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Hannah MoreThe First Victorian$
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Anne Stott

Print publication date: 2004

Print ISBN-13: 9780199274888

Published to Oxford Scholarship Online: January 2010

DOI: 10.1093/acprof:oso/9780199274888.001.0001

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Revolution and Counter-Revolution 1789–1793

Revolution and Counter-Revolution 1789–1793

Chapter:
(p.126) Chapter 6 Revolution and Counter-Revolution 1789–1793
Source:
Hannah More
Author(s):

Anne Stott (Contributor Webpage)

Publisher:
Oxford University Press
DOI:10.1093/acprof:oso/9780199274888.003.0006

Hannah More's career as a conduct-book writer continued with her Estimate of the Religion of the Fashionable World (1791). In the early part of 1791, her writing career was disrupted by the elopement from the Park Street school of the Jamaican heiress, Clementina Clerke with Richard Vining Perry. The case became a cause célèbre. As a friend of Edmund Burke, Hannah More approved of his Reflections on the Revolution in France, and she became one of the most successful loyalist writers of the 1790s. At the end of 1792, she published anonymously her Village Politics, a landmark in the literature of popular loyalism, in response to Thomas Paine's Rights of Man, in which she put Burke's conservative arguments into the mouths of common people. In 1793, she wrote Remarks on the Speech of M. Dupont in order to raise funds for the émigré French clergy.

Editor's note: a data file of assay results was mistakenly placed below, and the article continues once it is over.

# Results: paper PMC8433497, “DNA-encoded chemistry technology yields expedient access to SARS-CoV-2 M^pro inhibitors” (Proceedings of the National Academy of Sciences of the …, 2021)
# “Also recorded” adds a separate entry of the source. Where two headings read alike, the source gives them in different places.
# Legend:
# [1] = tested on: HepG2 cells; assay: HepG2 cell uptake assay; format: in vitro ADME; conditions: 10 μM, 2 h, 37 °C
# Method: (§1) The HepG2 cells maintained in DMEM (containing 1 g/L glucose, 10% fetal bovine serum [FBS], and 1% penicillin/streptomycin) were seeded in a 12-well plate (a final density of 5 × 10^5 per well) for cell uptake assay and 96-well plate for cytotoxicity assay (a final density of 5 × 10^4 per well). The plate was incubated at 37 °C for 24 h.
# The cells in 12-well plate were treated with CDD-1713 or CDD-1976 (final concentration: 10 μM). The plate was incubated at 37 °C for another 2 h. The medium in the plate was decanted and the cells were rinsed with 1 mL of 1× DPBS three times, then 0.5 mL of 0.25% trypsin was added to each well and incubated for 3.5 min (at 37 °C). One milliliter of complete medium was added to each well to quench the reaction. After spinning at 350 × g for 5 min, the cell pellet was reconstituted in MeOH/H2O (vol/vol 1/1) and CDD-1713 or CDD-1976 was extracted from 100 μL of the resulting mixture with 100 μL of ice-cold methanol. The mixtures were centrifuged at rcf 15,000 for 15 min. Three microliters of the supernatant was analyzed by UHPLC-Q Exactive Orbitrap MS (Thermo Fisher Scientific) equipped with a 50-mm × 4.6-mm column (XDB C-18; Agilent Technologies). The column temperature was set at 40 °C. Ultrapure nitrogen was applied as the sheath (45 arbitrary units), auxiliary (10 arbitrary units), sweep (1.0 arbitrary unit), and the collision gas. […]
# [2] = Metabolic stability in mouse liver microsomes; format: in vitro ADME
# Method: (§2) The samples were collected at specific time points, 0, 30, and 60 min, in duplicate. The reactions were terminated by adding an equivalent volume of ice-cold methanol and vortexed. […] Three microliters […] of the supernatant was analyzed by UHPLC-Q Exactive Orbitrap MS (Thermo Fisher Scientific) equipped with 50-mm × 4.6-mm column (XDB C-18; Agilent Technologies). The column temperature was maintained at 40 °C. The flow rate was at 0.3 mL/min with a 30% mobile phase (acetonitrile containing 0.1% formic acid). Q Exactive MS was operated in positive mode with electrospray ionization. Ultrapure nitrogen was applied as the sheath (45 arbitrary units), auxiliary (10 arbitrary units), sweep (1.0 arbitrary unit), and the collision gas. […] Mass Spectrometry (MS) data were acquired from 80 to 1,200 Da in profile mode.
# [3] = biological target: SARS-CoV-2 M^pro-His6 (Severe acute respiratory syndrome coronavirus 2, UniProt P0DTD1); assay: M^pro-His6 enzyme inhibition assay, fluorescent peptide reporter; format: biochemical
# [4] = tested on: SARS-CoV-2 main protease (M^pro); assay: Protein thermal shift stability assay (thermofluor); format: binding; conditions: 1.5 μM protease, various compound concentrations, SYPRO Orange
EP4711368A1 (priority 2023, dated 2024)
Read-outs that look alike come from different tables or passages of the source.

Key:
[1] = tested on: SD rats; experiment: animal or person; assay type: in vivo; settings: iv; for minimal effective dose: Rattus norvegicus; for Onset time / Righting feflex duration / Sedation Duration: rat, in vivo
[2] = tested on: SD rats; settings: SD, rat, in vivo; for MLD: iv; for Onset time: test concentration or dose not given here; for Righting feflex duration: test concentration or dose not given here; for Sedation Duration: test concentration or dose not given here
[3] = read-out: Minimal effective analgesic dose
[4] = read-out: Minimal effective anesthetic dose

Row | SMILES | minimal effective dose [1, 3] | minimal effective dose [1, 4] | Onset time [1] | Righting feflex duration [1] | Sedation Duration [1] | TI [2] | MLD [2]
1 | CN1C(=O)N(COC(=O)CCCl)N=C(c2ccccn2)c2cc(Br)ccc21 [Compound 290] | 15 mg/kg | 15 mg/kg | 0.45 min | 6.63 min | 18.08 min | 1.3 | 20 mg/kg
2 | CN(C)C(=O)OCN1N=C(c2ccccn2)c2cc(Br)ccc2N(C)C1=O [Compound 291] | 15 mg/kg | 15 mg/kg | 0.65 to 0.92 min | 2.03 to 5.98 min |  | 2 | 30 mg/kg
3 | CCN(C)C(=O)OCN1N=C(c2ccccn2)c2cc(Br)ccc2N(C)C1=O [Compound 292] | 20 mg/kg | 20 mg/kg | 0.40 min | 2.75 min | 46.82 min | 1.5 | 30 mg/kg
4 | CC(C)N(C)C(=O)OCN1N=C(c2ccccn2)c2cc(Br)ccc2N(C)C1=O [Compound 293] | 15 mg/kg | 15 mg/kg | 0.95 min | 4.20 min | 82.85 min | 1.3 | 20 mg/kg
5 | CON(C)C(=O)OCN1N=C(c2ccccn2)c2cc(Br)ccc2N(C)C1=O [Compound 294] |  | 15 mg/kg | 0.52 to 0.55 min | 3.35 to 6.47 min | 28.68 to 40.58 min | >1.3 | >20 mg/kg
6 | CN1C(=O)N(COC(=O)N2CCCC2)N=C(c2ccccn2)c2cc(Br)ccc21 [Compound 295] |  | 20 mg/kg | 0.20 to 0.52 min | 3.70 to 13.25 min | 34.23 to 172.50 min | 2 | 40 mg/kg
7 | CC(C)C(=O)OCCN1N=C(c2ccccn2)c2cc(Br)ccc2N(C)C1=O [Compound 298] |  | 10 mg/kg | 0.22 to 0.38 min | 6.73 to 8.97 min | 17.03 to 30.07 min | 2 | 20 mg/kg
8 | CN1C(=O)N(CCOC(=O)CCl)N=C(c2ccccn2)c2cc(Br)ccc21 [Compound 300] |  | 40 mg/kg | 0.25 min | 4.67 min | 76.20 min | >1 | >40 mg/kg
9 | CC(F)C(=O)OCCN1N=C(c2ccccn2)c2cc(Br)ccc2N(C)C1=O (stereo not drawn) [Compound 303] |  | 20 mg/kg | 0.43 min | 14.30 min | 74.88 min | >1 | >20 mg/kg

Keywords:   Clementina Clerke, Richard Vining Perry, Edmund Burke, Village Politics, popular loyalism, Thomas Paine, Rights of Man

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